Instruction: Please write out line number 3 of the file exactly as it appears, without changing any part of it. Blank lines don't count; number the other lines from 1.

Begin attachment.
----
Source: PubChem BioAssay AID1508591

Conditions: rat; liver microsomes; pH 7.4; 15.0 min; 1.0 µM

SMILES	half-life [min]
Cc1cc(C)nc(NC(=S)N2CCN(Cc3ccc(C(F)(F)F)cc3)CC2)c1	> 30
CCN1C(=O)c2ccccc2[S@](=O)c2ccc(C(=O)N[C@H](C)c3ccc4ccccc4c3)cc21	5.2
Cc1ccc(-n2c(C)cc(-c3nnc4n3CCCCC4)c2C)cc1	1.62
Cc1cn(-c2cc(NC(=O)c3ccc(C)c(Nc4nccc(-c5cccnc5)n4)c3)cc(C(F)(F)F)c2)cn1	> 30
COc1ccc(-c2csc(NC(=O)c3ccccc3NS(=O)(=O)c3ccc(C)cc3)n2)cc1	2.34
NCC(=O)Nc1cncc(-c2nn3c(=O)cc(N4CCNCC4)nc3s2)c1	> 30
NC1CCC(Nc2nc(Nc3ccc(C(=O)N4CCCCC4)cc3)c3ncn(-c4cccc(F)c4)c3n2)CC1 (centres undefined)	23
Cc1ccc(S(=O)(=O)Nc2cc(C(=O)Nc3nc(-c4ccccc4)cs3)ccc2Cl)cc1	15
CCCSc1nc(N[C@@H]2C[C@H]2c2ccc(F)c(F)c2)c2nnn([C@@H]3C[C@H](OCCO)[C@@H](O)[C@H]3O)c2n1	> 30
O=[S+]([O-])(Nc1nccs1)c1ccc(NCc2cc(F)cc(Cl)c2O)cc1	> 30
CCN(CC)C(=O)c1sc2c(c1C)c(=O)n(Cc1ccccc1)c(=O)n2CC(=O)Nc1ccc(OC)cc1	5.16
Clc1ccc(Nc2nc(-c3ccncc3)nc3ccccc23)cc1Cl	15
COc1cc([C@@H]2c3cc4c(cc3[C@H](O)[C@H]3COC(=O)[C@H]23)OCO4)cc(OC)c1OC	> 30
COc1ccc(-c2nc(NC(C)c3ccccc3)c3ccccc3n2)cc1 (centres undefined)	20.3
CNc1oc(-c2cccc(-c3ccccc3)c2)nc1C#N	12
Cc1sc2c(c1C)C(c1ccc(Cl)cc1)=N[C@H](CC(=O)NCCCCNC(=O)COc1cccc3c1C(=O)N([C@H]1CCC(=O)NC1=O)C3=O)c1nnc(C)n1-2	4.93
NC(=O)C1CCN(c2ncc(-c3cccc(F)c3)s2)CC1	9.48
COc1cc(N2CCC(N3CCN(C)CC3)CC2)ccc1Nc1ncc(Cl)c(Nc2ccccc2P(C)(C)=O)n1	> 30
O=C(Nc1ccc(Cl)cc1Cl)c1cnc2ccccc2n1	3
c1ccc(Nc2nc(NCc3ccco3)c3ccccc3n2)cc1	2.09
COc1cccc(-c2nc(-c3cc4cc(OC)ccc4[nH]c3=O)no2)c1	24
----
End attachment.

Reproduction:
SMILES	half-life [min]